ALP Utilities honored

In March, 2016, the team at ALP Utilities was honored with a certificate signed by Minnesota Governor Mark Dayton. It acknowledges the utility supplier for its exceptional commitment to protecting the City of Alexandria's drinking water supply. 

(Alexandria, MN) -- The City of Alexandria’s municipal utility, ALP Utilities is being recognized for its exceptional commitment to protecting the community’s drinking water supply. ALP Utilities wellhead protection team was presented a certificate signed by Governor Mark Dayton at ALP Utilities on March 12, 2016.

In a letter to the city, Commissioner of Health Edward Ehlinger commended ALP as a "leader and fine example for other communities in the state as they seek to safeguard their source of drinking water."

ALP has taken an active role in protecting drinking water from leaking fuel tanks and industrial pollutants found in the area. The water meets all safe drinking water standards with treatment, yet ALP is working to pass an ordinance to prevent any future contamination of their water source. The ordinance has been reviewed during public hearings and will be brought to city council for approval in 2016.

ALP Utilities has also aided the Minnesota Pollution Control Agency in studying a plume of petroleum from the Magellan Pipeline Terminal leak. The petroleum is not currently causing any problems for the drinking water, but ALP is helping state agencies monitor the encroaching plume.

ALP has been active in monitoring, well sampling and analysis. As Scott explains, being proactive is the best approach. "We have been keeping our ears to the ground. If we have a vulnerability to our drinking water supply, we want to know about it." They have over 15 years of analytical data and reports on file. Because groundwater mitigation efforts of pumping and contaminant removal haven’t stopped the plume, ALP has been kept on their toes in preparation. As a result of this study, ALP has been active in supplying city water to residents whose wells have contamination. Once they are connected, ALP has drawn on its own funds to seal the unused wells.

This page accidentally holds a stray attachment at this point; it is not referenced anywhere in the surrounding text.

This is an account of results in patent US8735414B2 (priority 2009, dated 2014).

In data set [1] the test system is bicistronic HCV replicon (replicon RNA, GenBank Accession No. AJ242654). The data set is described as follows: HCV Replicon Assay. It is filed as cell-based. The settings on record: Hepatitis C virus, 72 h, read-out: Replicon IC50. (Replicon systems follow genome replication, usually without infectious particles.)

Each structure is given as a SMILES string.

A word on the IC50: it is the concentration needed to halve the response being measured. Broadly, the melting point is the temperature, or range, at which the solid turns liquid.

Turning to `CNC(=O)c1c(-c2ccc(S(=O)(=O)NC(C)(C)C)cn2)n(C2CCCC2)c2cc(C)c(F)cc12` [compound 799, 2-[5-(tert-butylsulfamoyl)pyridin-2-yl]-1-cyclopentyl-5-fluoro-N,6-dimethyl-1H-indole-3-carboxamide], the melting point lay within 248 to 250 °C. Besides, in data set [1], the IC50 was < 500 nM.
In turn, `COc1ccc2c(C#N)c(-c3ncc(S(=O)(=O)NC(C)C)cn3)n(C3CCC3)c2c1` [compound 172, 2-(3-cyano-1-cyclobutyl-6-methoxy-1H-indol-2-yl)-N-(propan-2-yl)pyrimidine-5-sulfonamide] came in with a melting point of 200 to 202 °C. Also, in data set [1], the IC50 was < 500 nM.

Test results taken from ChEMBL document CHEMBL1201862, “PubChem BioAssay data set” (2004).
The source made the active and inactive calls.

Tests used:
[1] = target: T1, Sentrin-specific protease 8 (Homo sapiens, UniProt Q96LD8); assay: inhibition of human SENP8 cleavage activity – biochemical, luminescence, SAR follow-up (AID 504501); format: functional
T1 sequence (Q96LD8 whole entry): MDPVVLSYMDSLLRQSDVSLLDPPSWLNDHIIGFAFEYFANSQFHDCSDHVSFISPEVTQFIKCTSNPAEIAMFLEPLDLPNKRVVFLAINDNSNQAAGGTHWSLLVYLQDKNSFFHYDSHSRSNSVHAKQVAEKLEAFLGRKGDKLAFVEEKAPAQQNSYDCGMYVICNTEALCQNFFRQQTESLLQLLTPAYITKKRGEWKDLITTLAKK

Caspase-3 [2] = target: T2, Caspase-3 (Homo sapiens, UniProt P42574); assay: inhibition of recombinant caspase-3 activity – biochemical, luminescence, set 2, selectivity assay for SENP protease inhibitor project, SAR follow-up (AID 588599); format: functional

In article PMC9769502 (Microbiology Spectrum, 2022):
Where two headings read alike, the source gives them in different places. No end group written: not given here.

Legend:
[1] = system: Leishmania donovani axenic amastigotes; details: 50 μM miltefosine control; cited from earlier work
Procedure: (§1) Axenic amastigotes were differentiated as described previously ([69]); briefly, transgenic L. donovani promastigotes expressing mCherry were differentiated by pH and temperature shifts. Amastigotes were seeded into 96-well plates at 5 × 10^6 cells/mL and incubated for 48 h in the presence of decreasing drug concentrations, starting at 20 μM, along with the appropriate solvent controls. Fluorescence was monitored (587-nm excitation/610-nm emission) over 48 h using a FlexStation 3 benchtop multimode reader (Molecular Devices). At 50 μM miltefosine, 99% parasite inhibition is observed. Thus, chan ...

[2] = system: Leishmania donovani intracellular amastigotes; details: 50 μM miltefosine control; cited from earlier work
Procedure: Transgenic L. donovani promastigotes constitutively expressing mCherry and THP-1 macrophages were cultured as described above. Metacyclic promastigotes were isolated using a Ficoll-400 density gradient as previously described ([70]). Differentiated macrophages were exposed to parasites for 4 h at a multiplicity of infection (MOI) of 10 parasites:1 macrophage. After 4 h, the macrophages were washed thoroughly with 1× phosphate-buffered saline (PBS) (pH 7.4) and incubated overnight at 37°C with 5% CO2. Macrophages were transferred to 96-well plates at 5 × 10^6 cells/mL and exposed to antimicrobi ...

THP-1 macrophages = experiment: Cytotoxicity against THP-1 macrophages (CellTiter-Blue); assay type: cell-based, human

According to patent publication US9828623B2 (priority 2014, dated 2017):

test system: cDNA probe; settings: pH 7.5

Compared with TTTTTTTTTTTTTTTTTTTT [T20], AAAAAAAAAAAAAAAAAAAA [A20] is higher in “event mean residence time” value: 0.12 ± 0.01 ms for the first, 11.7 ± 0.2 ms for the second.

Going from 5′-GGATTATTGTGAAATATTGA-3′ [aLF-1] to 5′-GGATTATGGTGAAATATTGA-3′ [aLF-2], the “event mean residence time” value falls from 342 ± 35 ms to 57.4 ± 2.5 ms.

According to George Minerich, MDH Principal Planner, "The wellhead protection team has accomplished one of the largest inventories by locating wells in source water protection history for the Northwest area. They have identified and evaluated approximately 800 wells to date, and have submitted that information to MDH. Furthermore, ALP has their own well sealing program where they pay the cost of sealing unused wells. They have a process in place where as soon as a residence is hooked up to city water, they have a licensed well driller contracted to seal the wells," Minerich stated.

Since 2005, in accordance with their WHP plan, the city has sealed 173 wells and spent $39,414.71 to protect their groundwater. ALP Utilities plant supervisor, Keith Avery stated, "Achieving success through effort has been our emphasis from the very beginning of our wellhead protection. Over a decade ago, with advice from Minnesota Rural Water Association Dave Neiman, we decided to create a tool instead of just a plan. And as such, we were able to use that tool as a resource for the future," noted Avery.

According to Scott Deitz, ALP Utilities Operations Manager, "All of their success can be attributed to the dedicated, skilled professionals that encompass the wellhead protection team".

These team members are: Scott Deitz-ALP operations manager, Keith Avery-ALP plant supervisor, Mike Weber-City planner, Jesse Wohlfeil-ALP GIS manager, Scot Spranger-ALASD plant superintendent, Steve Traut- Steven M. Traut Wells, Inc., Steve Henry- Douglas SWCD/Local water management plan, George Minerich and Jenilynn Marchand-MDH, and Marilyn Bayerl-Bayerl Water Resources.

The Minnesota Department of Health (MDH) works with public water suppliers to develop and implement wellhead protection plans. ALP is one of 433 public water suppliers implementing wellhead protection plans for their drinking water. The protection plans involve efforts to prevent contamination of the source of drinking water. Prevention is used as the first step in protecting public health, and is increasingly important as Minnesota faces threats to water quality.